It's the poster characteristic of the teenager years: adolescent rebellion. And it's one that causes many conflicts with parents.
Two common types of rebellion are against socially fitting in (rebellion of non-conformity) and against adult authority (rebellion of non-compliance.) In both types, rebellion attracts adult attention by offending it.
The young person proudly asserts individuality from what parents like or independence of what parents want and in each case succeeds in provoking their disapproval. This is why rebellion, which is simply behavior that deliberately opposes the ruling norms or powers that be, has been given a good name by adolescents and a bad one by ...view middle of the document...
That's why the antidote for rebellion is the true independence offered by creating and accepting a challenge - the young person deciding to do something hard with themselves for themselves in order to grow themselves. The teenager who finds a lot of challenges to engage with, and who has parents who support those challenges, doesn't need a lot of rebellion to transform or redefine him or herself in adolescence.
To what degree a young person needs to rebel varies widely. In his fascinating book, "Born to Rebel" (1997), Frank Sulloway posits that later born children tend to rebel more than first born. Some of his reasoning is because they identify less with parents, do not want to be clones of the older child or children who went before, and give themselves more latitude to grow in nontraditional ways. So, parents may find later born children to be more rebellious.
From what I have seen in counseling, rebellion tends to have different roles in a young person's growth depending in which stage of adolescence it is expressed. Stage by adolescent stage, then, here is how rebellion seems to function.
REBELLION IN EARLY ADOLESCENCE (9-13).
Serious rebellion typically begins at the outset of adolescence, and when it does many parents think this opposition is against them. They are usually mistaken. Rebellion is not against them; it is only acted out against them.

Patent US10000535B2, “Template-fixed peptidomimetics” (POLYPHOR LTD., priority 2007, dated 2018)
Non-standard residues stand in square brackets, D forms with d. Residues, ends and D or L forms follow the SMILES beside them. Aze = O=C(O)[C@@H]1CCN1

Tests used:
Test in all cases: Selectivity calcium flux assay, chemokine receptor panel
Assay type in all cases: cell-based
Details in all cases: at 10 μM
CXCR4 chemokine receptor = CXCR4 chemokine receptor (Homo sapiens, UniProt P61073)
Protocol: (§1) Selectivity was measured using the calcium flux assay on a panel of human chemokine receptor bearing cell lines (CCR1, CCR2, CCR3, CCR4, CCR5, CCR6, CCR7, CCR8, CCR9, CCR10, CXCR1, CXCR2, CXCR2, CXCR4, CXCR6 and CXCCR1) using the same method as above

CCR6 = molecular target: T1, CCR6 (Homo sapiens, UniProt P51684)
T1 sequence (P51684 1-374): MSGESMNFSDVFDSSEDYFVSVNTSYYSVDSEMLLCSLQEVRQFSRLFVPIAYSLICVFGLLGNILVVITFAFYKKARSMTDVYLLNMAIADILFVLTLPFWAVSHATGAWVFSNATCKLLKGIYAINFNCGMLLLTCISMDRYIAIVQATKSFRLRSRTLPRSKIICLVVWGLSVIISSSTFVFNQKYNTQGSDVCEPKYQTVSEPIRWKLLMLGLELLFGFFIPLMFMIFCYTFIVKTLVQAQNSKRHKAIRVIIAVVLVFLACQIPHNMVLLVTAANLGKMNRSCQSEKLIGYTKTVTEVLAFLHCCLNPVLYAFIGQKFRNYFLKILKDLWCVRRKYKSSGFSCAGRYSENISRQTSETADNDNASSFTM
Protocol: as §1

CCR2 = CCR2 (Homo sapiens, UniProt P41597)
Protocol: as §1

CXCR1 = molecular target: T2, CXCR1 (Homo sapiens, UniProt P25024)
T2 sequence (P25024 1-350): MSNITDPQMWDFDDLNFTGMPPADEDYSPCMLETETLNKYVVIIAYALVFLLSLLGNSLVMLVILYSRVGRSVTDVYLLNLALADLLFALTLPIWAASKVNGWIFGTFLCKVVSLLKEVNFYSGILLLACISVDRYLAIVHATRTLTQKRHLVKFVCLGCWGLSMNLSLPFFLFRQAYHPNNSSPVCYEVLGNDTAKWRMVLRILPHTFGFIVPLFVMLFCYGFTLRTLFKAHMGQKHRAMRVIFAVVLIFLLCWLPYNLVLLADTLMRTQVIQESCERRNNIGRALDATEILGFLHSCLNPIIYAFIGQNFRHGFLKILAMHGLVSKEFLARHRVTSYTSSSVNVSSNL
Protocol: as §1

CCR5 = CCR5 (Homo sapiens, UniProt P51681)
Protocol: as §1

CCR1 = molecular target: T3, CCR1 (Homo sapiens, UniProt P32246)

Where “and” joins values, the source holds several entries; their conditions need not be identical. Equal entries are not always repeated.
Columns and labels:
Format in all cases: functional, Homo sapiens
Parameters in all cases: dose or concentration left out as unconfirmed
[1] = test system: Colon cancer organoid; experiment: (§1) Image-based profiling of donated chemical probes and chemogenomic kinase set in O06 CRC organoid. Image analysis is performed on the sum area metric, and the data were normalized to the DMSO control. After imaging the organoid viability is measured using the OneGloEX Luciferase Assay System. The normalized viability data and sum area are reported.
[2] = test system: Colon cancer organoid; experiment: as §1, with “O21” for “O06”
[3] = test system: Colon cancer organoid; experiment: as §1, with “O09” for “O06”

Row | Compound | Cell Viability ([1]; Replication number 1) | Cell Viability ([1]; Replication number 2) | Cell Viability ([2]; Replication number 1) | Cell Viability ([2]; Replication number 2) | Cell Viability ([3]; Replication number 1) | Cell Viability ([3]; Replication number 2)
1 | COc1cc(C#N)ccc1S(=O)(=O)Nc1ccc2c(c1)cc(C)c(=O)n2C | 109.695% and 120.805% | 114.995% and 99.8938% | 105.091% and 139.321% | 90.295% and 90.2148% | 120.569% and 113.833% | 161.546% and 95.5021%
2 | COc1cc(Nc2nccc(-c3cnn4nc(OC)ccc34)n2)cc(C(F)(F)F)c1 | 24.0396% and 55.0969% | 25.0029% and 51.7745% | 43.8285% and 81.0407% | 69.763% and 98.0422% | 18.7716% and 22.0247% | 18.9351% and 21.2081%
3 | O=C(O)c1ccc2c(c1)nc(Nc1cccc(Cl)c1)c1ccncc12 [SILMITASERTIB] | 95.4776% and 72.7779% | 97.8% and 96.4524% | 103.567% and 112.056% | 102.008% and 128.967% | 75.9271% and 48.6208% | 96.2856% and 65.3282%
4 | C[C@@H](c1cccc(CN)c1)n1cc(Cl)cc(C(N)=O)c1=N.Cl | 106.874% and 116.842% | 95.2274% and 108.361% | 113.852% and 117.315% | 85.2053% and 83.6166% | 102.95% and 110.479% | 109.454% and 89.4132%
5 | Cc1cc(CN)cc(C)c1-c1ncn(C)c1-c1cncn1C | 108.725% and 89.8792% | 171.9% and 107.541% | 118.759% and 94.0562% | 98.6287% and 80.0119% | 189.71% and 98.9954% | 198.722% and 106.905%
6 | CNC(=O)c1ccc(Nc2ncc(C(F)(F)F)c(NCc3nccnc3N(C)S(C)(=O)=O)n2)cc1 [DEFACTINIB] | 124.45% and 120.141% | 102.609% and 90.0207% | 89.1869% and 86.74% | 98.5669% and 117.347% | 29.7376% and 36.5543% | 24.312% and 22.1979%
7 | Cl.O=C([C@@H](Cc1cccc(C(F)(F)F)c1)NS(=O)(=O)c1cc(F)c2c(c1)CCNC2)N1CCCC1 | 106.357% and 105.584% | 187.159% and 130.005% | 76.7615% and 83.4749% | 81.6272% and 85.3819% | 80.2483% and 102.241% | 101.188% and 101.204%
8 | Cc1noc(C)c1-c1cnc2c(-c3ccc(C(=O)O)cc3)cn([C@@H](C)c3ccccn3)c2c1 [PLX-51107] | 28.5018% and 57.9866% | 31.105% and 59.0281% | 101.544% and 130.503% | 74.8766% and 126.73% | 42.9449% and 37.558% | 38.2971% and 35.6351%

Rebellion at this age is primarily a process through which the young person rejects the old child identity that he or she now wants to shed to clear the way for more grown up redefinition ahead. Rebellion at this early adolescent age proclaims: "I refuse to be defined and treated as a child anymore!" Now he knows how he doesn't want to be, but he has yet to discover and establish how he does want to be.
How should parents respond to strong rebellion at this stage? When requests are met with delay, use patient insistence to wear down resistance. (See 9/15/09 blog, "Nagging the adolescent.") And try to move the early adolescent from acting out to talking out. Begin by asking, "can you help me better understand what you need?" See if you can get the young person to put their feelings into words. Having been given a full hearing and having had his or her say, the young person may now be more inclined to let parents have their way.
REBELLION IN MID ADOLESCENCE (13-15)
In mid adolescence, during the late middle school and early high school years, most rebellion is about creating needed differentiation to experiment with identity and needed opposition to gather power of self-determination.
When parents feel hard-pressed by these acts of rebellion (breaking social rules, running with wilder friends, for example) they are best served by allowing natural consequences to occur and by repeatedly providing positive guidance. They do this by continually making statements about, and taking stands for, choices that support constructive growth.
Each time they do so, they provide the...